Monday, April 29, 2013

The Grapes of Wrath

Panda's simple thoughts on Grapes

I liked how (basically) every other chapter the narrator would step back from the actual story to give a big-picture narrative. In those parts it had a type of dialogue that wasn’t dialogue. It was the narrator assuming the voice/view of an outside character. It was an outside person looking in. And this let you view the main characters/the family’s situation in a wider perspective. 

All these outside “scenes” focus inwardly and connect to the main plot. 

Steinbeck paints an unlivable world. A world that reminds me very much of this one. Nothing has changed except the method of suffering. 

I liked how Steinbeck involved a lot of animals in this novel. The turtle. The cat. The dog. They were part of the picture too. 

This migration is perhaps the closest thing the U.S. had to European gypsies.  Or one of, anyway. It’s on the list. I want to call them nomads but their ties were so close to the land that they had no identity without it. They were not a “traveling people.” They were a people without a home.

Though you could compare them to the Hebrews searching for their Promised Land, I am reminded that even Israel struggles with its identity – even though it “has” Israel/its promised land. I don’t think Americans – at least white ones like the Joads – can HAVE a promised land. Even when whites take from other races we cut off our noses to spite our faces. The knife we use to cut it with is capitalism or the protestant work ethic. Same thing, really.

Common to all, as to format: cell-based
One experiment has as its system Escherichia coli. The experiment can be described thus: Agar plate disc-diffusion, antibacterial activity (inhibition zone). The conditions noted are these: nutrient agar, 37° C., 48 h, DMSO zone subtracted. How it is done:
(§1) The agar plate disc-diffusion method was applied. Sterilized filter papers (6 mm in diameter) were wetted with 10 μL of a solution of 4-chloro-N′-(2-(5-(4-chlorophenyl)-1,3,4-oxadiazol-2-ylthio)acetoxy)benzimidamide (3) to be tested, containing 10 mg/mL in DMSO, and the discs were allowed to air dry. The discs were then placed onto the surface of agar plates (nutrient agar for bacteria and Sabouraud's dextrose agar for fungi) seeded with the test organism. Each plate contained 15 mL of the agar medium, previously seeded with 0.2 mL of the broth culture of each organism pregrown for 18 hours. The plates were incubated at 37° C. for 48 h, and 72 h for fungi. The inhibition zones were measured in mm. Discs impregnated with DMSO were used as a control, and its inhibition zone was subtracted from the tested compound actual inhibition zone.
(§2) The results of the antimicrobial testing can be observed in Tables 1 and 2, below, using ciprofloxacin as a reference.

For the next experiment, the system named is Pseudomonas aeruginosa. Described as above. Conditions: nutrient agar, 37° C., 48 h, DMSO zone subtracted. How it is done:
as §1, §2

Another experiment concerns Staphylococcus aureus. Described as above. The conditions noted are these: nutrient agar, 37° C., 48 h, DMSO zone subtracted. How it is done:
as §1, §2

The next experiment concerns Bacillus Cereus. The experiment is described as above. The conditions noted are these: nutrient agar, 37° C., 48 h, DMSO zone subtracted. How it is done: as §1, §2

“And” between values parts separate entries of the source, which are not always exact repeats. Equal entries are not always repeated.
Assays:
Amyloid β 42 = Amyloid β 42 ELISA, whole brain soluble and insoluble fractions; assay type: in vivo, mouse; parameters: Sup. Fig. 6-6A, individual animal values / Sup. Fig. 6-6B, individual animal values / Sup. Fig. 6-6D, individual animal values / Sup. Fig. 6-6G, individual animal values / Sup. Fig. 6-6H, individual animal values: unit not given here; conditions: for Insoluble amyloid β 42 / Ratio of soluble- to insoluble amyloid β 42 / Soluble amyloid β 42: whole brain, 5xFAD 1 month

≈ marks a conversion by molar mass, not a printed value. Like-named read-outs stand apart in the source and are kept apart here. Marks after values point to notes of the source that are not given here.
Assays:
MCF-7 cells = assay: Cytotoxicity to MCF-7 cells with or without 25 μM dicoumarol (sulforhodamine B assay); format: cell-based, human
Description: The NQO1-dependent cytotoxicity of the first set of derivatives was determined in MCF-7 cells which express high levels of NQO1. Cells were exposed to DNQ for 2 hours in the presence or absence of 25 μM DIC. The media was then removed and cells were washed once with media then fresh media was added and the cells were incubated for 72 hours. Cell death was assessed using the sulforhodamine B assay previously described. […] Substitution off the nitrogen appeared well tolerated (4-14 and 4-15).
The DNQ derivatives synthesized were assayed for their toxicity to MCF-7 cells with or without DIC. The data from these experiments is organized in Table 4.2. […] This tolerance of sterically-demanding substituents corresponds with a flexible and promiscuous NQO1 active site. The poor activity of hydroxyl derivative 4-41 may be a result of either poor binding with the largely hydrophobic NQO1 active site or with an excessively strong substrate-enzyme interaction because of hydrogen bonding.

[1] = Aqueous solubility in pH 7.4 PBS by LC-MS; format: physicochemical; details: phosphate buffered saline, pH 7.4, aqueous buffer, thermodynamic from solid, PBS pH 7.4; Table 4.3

To show you just how twisted Captialsim/TPWE is, whites gave other whites derogatory names like “Okie.” Capitalism does not see race (unless it wants to). It finds hate even in the most familiar of places. That’s what makes it harder to get rid of. Its threads are thin but it has so many of them. 

Yes, it’s certainly woven into the bigger horrors of humanity (such as colonialism, slave trade, war, etc.) but I think the issue is that Capitalism/the Protestant Work Ethic will eventually crush those who believe in it – no matter your race.

And the white race ESPECIALLY needed to hear it. From this novel. Because we’re the ones who 
brought it into the world. We’re the ones tainting the world with this bull crap.  WHITE PEOPLE.

So, even if it’s not the official message of this novel,  I’d much rather read this book as a statement on how hopes and dreams – such as a promised land or self-madeness –are actually faults. The promise land, or the prosperity gospel, or the land of opportunity are sad illusions reinforced by capitalism.


“‘Well, we all got to make a livin’.’

‘Yeah,’ Tom said. “On’y I wisht they was some way to make her ‘thout takin’ her away from somebody else.’”

It’s passages like these that makes this novel still resonate today. To apply this to modern times: we no longer need to look for a promised land. There’s no more land to have even if we did. Humans cover it all. The only way to get your land is to literally take it from someone else. There is no middle class anymore. No in-between. It’s have or have not.

Steinbeck even acknowledges that California was once part of Mexico. Land is arbitrary. This book isn’t about land. It’s about what Capitalism has done to it. This is The Great American Novel. This captures “us” so perfectly…

When Noah decides to stay behind near the river, it reminded me of Siddhartha where, at the end, the river is all that Sid needs. Maybe if humanity was more like them (Siddhartha and Noah) humanity wouldn’t suffer as much. Live only where you can. Live on only enough.